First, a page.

Eczema is a chronic condition characterized by dry, red, swollen and extremely itchy skin. Eczema is not contagious but it is believed to have a hereditary connection. Research has identified the common trait that most of the time atopic dermatitis, the most common form of eczema, is inherited from one or both of an individual’s parents. If a person has one parent who suffers from eczema, they have a one-in-four chance of developing the condition. If both parents have eczema, the likelihood is increased to one-in-two chances. Most individuals who have two parents who suffer from eczema do indeed develop the skin disorder. Additionally, many people who develop eczema also have a genetic tendency to develop other allergy-related health problems such as hay fever and asthma.
Approximately thirty percent of infants will develop eczema. Luckily, many will outgrow it by the time they reach three to five years of age. In babies, it generally first appears between the ages of four to six months and it begins with the appearance of a red rash that might ooze fluid. It then spreads to the cheeks and the forehead and sometimes continues to the baby’s arms and legs. In the most severe of cases, a baby’s entire body may be covered with the skin disease. When a baby has cradle cap, or infantile seborrhoeic eczema, a great deal of scaling appears on the scalp although it does not itch.
Some infants are not lucky enough to outgrow their eczema; they carry it into their childhood years. For those who are predisposed to develop it for heriditary reasons, but did not do so in their infancy, they have the potential to develop it anytime between the ages of two and four years of age. In typical bouts of childhood eczema, the rash first appears behind the knees, the ankles, in the creases of the elbows and sometimes will even affect the child’s face, neck and ears. It is generally very itchy and subsequently requires a topical steroid cream. Childhood eczema normally disappears sometime between the ages of ten and twelve, although some children continue to suffer from it well into their teenage and adulthood years.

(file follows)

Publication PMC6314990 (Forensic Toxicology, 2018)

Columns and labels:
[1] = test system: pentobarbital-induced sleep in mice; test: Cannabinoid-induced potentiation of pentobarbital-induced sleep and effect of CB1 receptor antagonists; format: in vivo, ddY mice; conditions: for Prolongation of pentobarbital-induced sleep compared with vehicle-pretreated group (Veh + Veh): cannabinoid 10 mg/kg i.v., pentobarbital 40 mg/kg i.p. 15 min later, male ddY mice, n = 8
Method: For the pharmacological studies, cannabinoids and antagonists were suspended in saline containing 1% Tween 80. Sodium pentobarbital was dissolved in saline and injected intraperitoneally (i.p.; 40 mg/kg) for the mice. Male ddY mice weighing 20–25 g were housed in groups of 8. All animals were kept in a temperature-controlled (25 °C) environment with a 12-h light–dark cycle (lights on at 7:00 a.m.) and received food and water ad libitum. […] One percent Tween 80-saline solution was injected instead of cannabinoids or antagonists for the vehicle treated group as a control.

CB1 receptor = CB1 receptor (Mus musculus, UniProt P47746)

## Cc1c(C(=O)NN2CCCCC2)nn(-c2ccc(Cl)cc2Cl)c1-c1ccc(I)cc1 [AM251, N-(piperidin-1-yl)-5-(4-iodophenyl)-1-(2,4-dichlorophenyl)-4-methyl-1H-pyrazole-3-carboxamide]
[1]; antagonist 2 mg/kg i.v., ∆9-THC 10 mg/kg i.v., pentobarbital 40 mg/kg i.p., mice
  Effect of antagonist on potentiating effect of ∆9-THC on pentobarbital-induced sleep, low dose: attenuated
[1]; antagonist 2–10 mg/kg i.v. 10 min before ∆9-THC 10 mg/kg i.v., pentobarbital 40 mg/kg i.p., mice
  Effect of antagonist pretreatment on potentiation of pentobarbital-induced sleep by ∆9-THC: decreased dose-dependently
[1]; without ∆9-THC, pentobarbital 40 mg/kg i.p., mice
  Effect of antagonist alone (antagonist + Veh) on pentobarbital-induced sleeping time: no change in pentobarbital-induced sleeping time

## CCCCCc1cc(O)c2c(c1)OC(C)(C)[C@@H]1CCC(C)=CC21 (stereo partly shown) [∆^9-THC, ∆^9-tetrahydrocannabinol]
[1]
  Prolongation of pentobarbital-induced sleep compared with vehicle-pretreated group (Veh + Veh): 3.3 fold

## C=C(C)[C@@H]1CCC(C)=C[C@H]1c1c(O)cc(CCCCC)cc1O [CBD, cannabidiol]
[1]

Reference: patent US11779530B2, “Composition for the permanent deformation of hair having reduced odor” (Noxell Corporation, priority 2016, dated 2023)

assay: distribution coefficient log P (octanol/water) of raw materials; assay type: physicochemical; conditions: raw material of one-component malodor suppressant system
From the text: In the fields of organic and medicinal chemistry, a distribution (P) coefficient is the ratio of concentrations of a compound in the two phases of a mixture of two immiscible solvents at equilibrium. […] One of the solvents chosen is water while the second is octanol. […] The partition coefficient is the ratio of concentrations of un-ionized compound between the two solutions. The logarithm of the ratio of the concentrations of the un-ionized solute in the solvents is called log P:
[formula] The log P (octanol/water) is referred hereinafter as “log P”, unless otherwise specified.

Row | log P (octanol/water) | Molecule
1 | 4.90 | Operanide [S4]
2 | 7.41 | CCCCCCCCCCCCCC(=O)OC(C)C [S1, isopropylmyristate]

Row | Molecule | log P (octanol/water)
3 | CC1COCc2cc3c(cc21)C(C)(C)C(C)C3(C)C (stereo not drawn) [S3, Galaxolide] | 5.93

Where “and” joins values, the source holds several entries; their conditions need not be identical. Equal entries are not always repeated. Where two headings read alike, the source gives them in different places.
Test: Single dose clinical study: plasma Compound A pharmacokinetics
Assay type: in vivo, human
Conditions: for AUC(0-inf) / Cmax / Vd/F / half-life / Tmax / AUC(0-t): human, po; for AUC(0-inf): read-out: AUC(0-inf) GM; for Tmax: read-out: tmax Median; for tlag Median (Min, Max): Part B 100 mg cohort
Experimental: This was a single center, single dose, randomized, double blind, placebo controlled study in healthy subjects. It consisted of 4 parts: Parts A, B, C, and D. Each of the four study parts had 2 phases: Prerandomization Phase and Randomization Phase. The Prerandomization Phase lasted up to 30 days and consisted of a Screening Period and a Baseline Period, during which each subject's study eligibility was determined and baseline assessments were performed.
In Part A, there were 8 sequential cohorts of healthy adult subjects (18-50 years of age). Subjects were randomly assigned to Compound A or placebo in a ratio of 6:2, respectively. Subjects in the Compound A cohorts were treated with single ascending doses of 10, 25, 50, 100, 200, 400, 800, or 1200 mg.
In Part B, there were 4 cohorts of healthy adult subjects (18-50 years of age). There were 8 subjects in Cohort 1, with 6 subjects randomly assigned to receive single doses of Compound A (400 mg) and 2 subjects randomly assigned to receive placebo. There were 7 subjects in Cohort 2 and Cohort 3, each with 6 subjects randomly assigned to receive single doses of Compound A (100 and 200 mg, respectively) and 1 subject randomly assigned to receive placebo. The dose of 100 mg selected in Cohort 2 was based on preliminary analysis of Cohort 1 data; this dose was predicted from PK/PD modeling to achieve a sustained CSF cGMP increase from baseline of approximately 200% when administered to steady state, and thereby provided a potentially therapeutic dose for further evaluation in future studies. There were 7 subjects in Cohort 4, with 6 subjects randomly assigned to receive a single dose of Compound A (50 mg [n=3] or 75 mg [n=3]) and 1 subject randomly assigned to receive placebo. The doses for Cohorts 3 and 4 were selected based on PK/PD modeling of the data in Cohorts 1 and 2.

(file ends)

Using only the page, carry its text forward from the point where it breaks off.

Adult atopic eczema often begins during a person’s twenties. In this case it often continues throughout the majority of a person’s life. It is normally characterized by large spots of itchy, swollen, red, and oozing skin. Adult eczema tends to affect people in the wrists, elbow creases, neck area, behind the knees and the ankles. Sufferers of adult eczema often see an improvement during middle age, particularly in their forties or fifties. Atopic eczema rarely begins in senior citizens. There is another form of eczema that shows itself in older people; it is called varicose eczema. This kind of eczema afflicts the ankles and is, for the most part, a result of poor circulation to the legs.
Despite the fact that many children outgrow their eczema, they commonly have a lifelong tendency to have skin problems. These problems include hand dermatitis; dry skin that chaps and gets easily irritated; skin infections like staph, yeast infections and herpes simplex, like cold sores, and eye problems such as cataracts and eyelid dermatitis.